John Collins, the man looking for a new contract extension, is next up in our player preview series. Collins is entering his fourth year with the Hawks, and his success on the court is crucial to Atlanta’s playoff aspirations. There has been plenty of talk about his future in Atlanta given the signing of Danilo Gallinari and a possible max contract extension.
Let’s take a deep dive into John Collins.
Collins was born in Layton, Utah and moved around a lot as a youth because his father was in the Navy. He settled for his high school basketball career in Florida, attending Cardinal Newman High School in West Palm Beach, where he became a star.
Collins was a consensus four-star recruit for the high school class of 2015. He played two seasons at Wake Forest University and broke out as a sophomore, averaging 19 points and 10 rebounds per game with strong percentages from the field and a respectable free throw percentage of 74.5%. NBA Scouts took notice and Collins was selected with the 19th overall pick by the Atlanta Hawks, which is looking like highway robbery early in his career.
Collins was not a full-time starter in his rookie season, but he became the starting power forward in his second season and had career-high averages across the board in his third year, averaging 21 points, 10 rebounds, and 2.4 Stocks (Steals and Blocks) per game. He had shooting splits of 58/40/80. Numbers-wise, Collins could be considered an All-Star caliber player in the Eastern Conference. He rebounds well, can finish around the rim, and is becoming a sniper from beyond the arc.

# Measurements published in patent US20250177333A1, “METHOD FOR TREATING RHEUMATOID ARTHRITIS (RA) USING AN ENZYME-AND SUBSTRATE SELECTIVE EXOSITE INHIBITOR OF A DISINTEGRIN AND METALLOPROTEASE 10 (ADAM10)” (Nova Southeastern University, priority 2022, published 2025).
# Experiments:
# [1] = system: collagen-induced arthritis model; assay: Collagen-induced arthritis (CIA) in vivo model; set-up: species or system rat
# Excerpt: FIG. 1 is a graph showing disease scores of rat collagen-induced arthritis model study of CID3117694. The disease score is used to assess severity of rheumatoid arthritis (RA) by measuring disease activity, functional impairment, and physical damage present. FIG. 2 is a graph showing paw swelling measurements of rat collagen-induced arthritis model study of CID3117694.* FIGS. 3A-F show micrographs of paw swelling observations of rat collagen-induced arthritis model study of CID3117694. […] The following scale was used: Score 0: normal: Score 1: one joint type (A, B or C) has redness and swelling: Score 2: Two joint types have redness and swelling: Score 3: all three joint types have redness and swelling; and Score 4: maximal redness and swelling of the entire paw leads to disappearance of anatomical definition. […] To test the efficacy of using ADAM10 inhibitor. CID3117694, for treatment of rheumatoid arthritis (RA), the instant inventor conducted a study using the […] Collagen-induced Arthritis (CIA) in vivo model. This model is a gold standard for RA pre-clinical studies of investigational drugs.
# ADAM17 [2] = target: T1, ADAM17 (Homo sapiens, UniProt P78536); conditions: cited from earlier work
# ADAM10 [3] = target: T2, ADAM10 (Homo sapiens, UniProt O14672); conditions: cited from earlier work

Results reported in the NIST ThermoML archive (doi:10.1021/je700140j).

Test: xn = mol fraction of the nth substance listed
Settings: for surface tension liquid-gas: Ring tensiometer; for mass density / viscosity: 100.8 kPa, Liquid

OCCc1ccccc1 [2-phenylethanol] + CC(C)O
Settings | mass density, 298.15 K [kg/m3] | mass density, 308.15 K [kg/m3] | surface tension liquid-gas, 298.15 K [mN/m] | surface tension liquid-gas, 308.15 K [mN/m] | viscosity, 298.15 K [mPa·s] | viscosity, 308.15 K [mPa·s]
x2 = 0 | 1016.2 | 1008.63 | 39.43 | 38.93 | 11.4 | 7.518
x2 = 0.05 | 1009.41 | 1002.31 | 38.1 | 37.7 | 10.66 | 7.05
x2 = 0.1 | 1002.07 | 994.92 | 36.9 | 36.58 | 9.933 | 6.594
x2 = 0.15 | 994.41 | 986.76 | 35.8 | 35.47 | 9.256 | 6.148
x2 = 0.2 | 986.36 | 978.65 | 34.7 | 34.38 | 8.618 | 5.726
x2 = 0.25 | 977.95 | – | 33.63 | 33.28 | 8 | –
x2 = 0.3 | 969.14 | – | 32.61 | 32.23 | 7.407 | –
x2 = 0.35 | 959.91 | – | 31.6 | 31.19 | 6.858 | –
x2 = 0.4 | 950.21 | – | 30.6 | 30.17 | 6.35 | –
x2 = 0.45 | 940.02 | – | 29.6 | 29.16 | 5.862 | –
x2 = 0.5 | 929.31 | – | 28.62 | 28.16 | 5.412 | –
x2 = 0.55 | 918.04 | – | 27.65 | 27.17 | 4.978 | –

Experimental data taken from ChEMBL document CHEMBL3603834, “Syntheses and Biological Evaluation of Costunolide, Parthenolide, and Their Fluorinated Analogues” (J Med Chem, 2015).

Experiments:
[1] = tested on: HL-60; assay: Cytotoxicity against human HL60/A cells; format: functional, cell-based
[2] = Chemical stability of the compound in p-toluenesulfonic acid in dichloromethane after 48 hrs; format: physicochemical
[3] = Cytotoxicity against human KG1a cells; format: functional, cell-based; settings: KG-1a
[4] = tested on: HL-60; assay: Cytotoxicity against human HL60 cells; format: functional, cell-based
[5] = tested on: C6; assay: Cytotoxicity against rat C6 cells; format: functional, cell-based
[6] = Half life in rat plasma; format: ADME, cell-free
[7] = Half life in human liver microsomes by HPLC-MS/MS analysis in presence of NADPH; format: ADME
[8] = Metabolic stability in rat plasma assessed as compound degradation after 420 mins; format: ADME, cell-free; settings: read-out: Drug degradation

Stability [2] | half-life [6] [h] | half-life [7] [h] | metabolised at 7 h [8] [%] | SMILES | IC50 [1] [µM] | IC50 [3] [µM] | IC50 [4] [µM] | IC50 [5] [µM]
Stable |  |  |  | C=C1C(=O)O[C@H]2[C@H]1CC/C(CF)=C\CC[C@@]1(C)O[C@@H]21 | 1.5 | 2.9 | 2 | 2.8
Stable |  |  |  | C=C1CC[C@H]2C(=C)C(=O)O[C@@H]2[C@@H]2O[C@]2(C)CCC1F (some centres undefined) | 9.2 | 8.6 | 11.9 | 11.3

Collins should continue this season where he left off. His per-game numbers this year will likely stay the same or even dip a little bit given the signings the Hawks have made. Gallo and Bogdanovic will each average somewhere between 15-20 ppg and Trae Young will be the leading scorer. However, while his points per game might dip, his efficiency and defensive ratings should be areas where he can continually improve.
There is also the contract situation to consider. Collins could end up blowing away his career-highs. Nothing motivates an NBA player more than being offered a smaller contract than they think they deserve. Collins feels he is worthy of a max extension, but the Hawks have been hesitant to give him one.
Personally, I want the Hawks to give Collins a max or something close to it. He’s been really consistent, plays hard, likes being in Atlanta, and I think he is worth the money. If they don’t sign him to an extension, expect the trade rumors to start swirling. An interesting one posed by Chase would be including Collins in a package for James Harden. The recent uncovering of Harden’s recent actions might make that trade unlikely, but something similar could be in the works if the Hawks don’t extend him before the season.